Mr House himself is frequently compared to Singapore’s Lee Kuan Yew. He seems to be a believer in a firm, authoritarian government, headed by an unquestioned leader, who uses a grand economic vision to usher in prosperity through free markets combined with a schedule of central planning. New Vegas, where House has free reign, is the perfect encapsulation of the strenghts, and weaknesses, of this model. On the one hand, House proves an adequate steward of property rights and contracts, leading to a blossoming trade and tourism hub. On the other, his underlings (the so called Three Families) are the leading cause of corruption and crime in the New Vegas Strip, with two of them conspiring with the Legion for an invasion of New Vegas and the third resorting to cannibalizing visitors (talk about a breach of contract). House could have both the problems of a Caesar, that of the “unbounded Leviathan” type, but also the kind of stuff Argentina has had going on - a sort of interminable bargaining with private interests that lead to increasingly inefficient policies and a sclerotic economy, due to a very tenuous grip of power.
Yes Man, on the other hand, seems too laissez faire. An AI programmed to never say no, he seems a dangerous bet to place, with more downside than upside - besides unlimited market freedoms. While the regulatory capture and endless extraction of wealth that are incentivized by a Mr House type deal aren’t really possible (under someone so pliable they literally have “Yes” on their name), the reverse problem, of a state so weak it can’t raise any revenue, exists. Yes Man is very explicitly shown as not being able to maintain order in the Strip after his victory, and tax collection could prove a major issue. A New Vegas led by Yes Man appears to be one that doesn’t have a lot of potential in terms of maintaining property rights, enforcing contracts, or raising revenue - even if de jure allowed.
Both Yes Man and Mr House would have a similar political economy problem: representation without taxation, and taxation without consent. Both of the prospective rulers of the Strip are able to fund a government, since Mr House is directly stated to collect taxes on various towns (enforced by his robotic goons), mostly to punish them for siding with the NCR, and Yes Man probably retains some of the infrastructure House left behind. But taxing individuals who don’t have a say in how those taxes are spent, and not providing public services proportional to the amount of those taxes, seems like a clear way to spark at worst a revolution and at best just some really perverse incentives. Mr House might be inclined to provide public services in terms of economic efficiency (things like roads, schools, electricity, or running water) but Yes Man almost certainly won’t. If it can happen in colonial Latin America, it can happen in the Strip.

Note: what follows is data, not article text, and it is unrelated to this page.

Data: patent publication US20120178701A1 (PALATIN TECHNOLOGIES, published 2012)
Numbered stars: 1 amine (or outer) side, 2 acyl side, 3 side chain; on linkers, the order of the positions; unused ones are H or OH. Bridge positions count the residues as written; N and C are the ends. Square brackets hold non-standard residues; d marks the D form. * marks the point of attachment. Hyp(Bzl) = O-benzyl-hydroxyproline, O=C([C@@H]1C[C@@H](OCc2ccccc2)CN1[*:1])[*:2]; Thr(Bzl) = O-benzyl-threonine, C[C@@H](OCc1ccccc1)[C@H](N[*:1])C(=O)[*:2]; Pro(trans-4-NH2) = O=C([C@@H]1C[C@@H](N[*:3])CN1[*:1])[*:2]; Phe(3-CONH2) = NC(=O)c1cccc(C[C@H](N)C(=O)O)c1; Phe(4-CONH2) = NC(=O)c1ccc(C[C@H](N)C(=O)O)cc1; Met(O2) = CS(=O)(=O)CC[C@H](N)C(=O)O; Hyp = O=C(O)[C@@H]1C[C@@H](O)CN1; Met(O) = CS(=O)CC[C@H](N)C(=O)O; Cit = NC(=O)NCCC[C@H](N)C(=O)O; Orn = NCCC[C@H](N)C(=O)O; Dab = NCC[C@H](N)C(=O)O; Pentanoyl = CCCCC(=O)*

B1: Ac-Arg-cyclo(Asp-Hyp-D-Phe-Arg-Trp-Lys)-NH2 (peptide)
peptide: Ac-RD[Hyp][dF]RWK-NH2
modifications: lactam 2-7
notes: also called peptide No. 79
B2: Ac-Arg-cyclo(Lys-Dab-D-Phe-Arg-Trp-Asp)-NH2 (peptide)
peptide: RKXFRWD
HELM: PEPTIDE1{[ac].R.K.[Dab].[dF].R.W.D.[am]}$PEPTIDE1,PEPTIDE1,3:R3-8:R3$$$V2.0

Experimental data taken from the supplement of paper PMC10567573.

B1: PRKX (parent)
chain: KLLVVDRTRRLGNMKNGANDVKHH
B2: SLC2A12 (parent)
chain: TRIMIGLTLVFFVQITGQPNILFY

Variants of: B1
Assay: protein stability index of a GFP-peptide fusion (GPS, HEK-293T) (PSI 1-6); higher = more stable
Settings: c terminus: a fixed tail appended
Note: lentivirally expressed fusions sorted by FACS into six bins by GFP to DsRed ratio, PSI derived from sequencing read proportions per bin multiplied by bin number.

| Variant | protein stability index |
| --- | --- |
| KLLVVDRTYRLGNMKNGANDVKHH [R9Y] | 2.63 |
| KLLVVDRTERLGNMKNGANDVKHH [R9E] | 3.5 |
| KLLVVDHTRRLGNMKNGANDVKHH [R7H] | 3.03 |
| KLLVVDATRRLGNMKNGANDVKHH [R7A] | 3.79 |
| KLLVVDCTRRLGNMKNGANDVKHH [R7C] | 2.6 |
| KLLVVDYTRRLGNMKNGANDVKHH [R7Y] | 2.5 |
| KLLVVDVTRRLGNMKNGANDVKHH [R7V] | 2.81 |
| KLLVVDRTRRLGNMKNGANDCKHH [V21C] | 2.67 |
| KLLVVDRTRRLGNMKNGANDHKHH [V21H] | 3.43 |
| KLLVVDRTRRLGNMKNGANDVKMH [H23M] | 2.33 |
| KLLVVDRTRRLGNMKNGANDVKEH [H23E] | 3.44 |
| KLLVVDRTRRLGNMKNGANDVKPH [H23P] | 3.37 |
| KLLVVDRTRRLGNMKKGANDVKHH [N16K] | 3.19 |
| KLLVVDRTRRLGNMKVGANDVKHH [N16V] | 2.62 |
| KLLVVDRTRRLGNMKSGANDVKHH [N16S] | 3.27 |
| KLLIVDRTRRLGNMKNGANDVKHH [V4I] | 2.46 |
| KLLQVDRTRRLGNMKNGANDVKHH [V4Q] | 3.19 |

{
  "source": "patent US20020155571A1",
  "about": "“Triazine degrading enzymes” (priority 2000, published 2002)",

A final concern is inequality. Engerman & Sokoloff (2002) and the subsequent literature make the case that income inequality (created by plantation slavery and forced labor, such as the mita) harmed Latin American development in the long run. The evidence isn’t totally 100% on their side (in some instances, inequality promoted the creation of public goods by generating sources of countervailing power). In consequence, “highly unequal economies develop political systems that disproportionately favor established centers of power” is a real concern, especially due to the fact that these entrenched vested interests frequently block innovations and infrastructure that would benefit everyone else at their own expense.
Who should rule the Mojave? The question is, like everything else, complicated.
The NCR’s flawed democracy, warts and all, provides at least a guarantee that the incentives to eventually grow and develop exist - but, like in the real world, that might take a long time, maybe even milennia. The Republic, with its corruption and political weakness, might even be the worst kind of ruler for a distant, diverse, unstable environment.
The brutal, unforgiving nature of the Legion isn’t an appealing candidate, but many of its least favorable aspects resemble the kinds of regimes the wealthy liberal democracies of today sprang from. This is no reassurance, since their aversion to technology might make recovering the miraculous discoveries of the past (not to mention the future) impossible, and their warlike ways would make the victory of a liberal faction in the ensuing struggles between hardliners and reformers highly unlikely.
Yes Man and Mr House seem to have all of the drawbacks of the other factions and fewer noticeable strengths: an inability to create order, twisted political economies, and persistent fiscal issues, plus House’s voracious hunger for power or Yes Man’s inherent weakness creating a chance of misaligned incentives ossifying an unsustainable status quo.
In the end, it all comes down to priorities and how much each player likes each faction’s chances. As a committed liberal, I normally pick the Republic just because it’s a democracy, but the other factions have cases that seem far stronger than commonly thought, at least on purely economic grounds.
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The New California Republic
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Mr House and Yes Man